The image above was made last weekend and is a reminder from last year’s crop. A bit weathered, but still able to stick to fur, and just the right height to attach to anything that brushes against it. I’ve spent many hours trying to remove burrs from my dog’s coat. My current dog, a beagle, is short hared and fairly immune to these tenacious seed packages.

Nikon D800
Tamron SP AF 90mm f/2.8 Di Macro 1:1 (272ENII)@90mm
1/320 sec, f/3.5, ISO 100

For more images like this, please visit my Facebook page:
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“Common Burdock”

“Common Burdock”

“Do not allow any negativity or ugliness in your surroundings, or anybody at all, destroy your confidence or affect your growth as a blooming flower. It is very normal for one ugly weed to not want to stand alone.”
― Suzy Kassem

The bane of all dog owners and hikers. These ‘stick to everything’ seeds of the common burdock are really quite an ingenious way to transport seeds long distances. For those unfamiliar with ‘burrs’, the spiky balls are tipped with a hook, which easily catches on anything rubbing against the plant. The hooks cling with amazing force and are very difficult to remove. When long haired dogs run through a patch of these, the result for the dog owner is usually hours of manually picking the burrs from the animal’s fur.

The hooks work very well, and I believe are the inspiration for Velcro. This makes long distance seed dispersal possible since they do not easily dislodge, but rather, break off over time.

It’s interesting, especially when reflection on the quote I chose, that I had always seen burdock as a bit of an ‘ugly’ plant, though the blossoms in midsummer are quite pretty. Yet in the fall, they are brittle brown bushes. I found isolating the plant against the black background and using the right light brought out beauty, in even this  plant. Something to consider, in many contexts.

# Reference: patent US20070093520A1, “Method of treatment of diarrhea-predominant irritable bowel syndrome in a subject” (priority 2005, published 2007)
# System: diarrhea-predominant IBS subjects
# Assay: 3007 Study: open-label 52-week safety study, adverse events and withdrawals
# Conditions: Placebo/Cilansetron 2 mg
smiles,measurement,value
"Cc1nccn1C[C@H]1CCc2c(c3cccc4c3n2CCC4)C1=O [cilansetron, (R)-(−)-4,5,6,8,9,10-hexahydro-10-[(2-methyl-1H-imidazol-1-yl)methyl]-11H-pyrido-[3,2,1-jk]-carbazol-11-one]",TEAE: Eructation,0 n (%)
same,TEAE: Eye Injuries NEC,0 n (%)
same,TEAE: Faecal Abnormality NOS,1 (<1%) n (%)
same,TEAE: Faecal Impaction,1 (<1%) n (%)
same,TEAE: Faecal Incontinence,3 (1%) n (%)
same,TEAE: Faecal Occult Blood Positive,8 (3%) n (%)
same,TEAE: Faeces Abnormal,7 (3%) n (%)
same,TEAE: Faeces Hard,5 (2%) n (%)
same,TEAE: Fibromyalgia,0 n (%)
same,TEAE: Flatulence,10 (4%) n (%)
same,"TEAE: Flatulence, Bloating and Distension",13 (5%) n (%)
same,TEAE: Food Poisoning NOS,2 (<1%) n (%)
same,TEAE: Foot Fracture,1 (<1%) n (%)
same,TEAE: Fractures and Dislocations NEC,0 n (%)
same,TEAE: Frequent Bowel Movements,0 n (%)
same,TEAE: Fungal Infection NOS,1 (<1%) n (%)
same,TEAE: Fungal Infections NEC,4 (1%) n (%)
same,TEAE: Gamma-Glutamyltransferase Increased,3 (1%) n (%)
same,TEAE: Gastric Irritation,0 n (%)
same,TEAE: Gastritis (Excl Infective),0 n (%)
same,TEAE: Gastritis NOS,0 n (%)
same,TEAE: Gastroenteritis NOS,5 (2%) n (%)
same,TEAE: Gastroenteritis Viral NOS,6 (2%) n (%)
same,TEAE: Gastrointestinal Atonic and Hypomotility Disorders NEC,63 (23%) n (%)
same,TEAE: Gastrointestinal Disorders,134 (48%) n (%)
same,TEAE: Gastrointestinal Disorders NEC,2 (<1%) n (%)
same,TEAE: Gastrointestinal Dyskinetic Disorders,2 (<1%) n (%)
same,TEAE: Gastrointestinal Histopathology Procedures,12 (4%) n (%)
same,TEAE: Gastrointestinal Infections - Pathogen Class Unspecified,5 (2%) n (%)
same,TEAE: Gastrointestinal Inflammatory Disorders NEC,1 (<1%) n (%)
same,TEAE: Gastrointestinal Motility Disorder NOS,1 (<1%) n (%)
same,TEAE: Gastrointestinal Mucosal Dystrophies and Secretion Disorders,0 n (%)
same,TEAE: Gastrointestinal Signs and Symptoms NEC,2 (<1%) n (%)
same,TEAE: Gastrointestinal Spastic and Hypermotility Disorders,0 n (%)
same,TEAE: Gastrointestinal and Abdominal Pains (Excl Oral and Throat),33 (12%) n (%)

Nikon D800
Tamron SP 70-200mm f/2.8 Di VC USD
 @ 200mm
4.0 sec, f/22.0, ISO 200

High Resolution image on 500px:

For more images like this, please visit my Facebook page:
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“Day Lily with Seeds”

“Day Lily with Seeds”

“Life is a series of natural and spontaneous changes. Don’t resist them; that only creates sorrow. Let reality be reality. Let things flow naturally forward in whatever way they like.”
― Lao Tzu

As the summer continues, the plants begin to mature and change form. Some wither and dry up, others go to seed, while some continue to flourish till the air cools. This day lily was pretty much the start of my journey down the road of fine art floral photography and has opened a whole new creative world for me.

I thought it had stopped blooming about a week ago, but to my surprise, it had one blossom left to share. It’s quite mature and this image shows two seed pods beginning to develop as well as the ‘stubs’ where blossoms used to be.

Nikon D800
Tamron SP 70-200mm f/2.8 Di VC USD
 @ 200 mm
1/4 sec, f/14.0, ISO 200

High Resolution image on 500px:

For more images like this, please visit my Facebook page:
https://www.facebook.com/EdLehming
or my website (some images available for purchase)
http://www.edlehming.com